Studies: On the imitation of statues

Peter Paul Rubens

On the imitation of statues

[The manuscript of Ruben's assay was owned by Roger de Piles, who first published it in his book: "Cours de peinture par principes", Paris, 1708. The translation given here is that of the English edition: "The principles of painting", London, 1743. ]

To some painters the imitation of the antique statues has been extremely useful, and to others pernicious, even to the ruin of their art. I conclude, however, that in order to attain the highest perfection in painting it is necessary to understand the antiques, nay, to be so thoroughly possessed of this knowledge that it may diffuse itself everywhere. Yet it must be judiciously applied and so that it may not in the least smell of the stone. For several ignorant painters, and even some who are skilful, make no distinction between the matter and the form, the stone and the figure, the necessity of using the block, and the art of forming it.

It is certain, however, that as the finest statues are extremely beneficial, so the bad are not only useless but even pernicious. For beginners learn from them I know not what that is crude, liny, stiff, and of harsh anatomy: and while they take themselves to be good proficients do but disgrace nature: since instead of imitating flesh they only represent marble tinged with various colours. For there ate many things to be taken notice of and avoided which happen even in the best statues, without the workman's fault: especially with regard to the difference of shades, where the flesh, skin and cartilages by their diaphanous nature, soften, as it were, the harshness of a great many outlines, and wear of those rugged breaks which in statues, by the force and depth of their shade, make the stone, tho' very opaque, appear still more opaque and impenetrable to light than it really is. There are, besides, certain places in the natural which change their figure according to the various motions of the body and, by reason of contracted. These are avoided by the generality of sculptors: yet are sometimes admitted into use by the most excellent, and are certainly necessary to painting; but must be used with moderation. To this we extremely different form the natural; for the gloss of the stone and sharpness of the light that strikes it raise the surface above its proper pitch or at least fascinate the eye.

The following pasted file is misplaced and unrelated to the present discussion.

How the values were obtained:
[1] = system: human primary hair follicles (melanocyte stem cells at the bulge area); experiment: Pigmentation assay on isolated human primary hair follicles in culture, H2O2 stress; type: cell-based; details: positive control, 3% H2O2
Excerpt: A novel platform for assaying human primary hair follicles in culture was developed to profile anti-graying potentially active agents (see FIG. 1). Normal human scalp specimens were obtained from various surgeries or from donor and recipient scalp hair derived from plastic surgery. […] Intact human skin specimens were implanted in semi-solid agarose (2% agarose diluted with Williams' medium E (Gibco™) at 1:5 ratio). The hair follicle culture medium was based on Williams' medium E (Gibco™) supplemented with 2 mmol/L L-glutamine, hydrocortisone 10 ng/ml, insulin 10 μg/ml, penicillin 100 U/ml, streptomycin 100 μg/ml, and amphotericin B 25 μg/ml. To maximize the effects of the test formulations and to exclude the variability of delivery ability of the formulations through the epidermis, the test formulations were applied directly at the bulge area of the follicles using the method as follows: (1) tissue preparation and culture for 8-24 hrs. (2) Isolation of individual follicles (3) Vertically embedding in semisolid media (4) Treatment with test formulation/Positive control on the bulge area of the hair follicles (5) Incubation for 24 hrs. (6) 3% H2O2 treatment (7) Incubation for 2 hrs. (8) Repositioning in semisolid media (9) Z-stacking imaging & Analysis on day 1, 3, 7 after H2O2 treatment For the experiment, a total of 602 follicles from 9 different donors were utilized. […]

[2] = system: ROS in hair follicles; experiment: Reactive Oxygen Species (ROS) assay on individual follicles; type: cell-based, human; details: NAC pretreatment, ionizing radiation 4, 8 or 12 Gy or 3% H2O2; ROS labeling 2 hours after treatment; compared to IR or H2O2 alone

He who has, with discernment, made the proper distinctions in these cases cannot consider the antique statues too attentively nor study them to carefully; for we of this erroneous age are so fear degenerate that we can produce nothing like them: Whether it is that our grovelling genius will not permit us to soar to those heights which the antients attained by their heroick sense and superior parts; or that we are wrapt up in the darkness that overclouded our fathers; or that it is the will of God, because we have neglected to amend our former errors, that we should fall from them into worse; or that the world growing old, our minds grow with irrecoverably weak; of in fine, that nature herself furnished the human body, in those early ages, when it was nearer its origin and perfection, with everything that could make it a perfect model; but now being decay'd and corcupted by a succession of so many ages, vices and accidents has lost its efficacy, and only scatters those perfections among many, which it used formerly to bestow upon one. In this manner, the human natrure may be proved from many authors to have gradually decreased: For both scared and profane writers have related many things concerning the age of heroes, giants and Cyclopes, in which accounts, if there are many things that are fabulous, there is certainly some truth.

The chief reason why men of our age are different form the antients is sloth and want of exercise; for most men give no other exercise to their body but eating and drinking. No wonder therefore if we see so many paunch-bellies, weak and pitiful legs and arms, that seem to reproach themselves with their idleness: whereas the antients exercised their bodies every day in the academies and other places for that purpose and exercised them so violently as to sweat and fatigue them perhaps, too much. See in "Mercuraialis de arte gymnastica" how many various exercises they took, how difficult, and what vigour of constitution they required. Thus all those parts of the body which are fed by idleness were worn away, the belly was kept within its bounds, and what would have otherwise swelled it was converted into flesh and muscles: For the arms, legs, neck, shoulders, and whatever works in the body, are assisted by exercise and nourish'd with juice drawn into them by heat, and thus increase exceedingly both in strength and size: as appears from the backs of porters, the arms of prize fighters, the legs of dancers, and almost the whole body of watermen.

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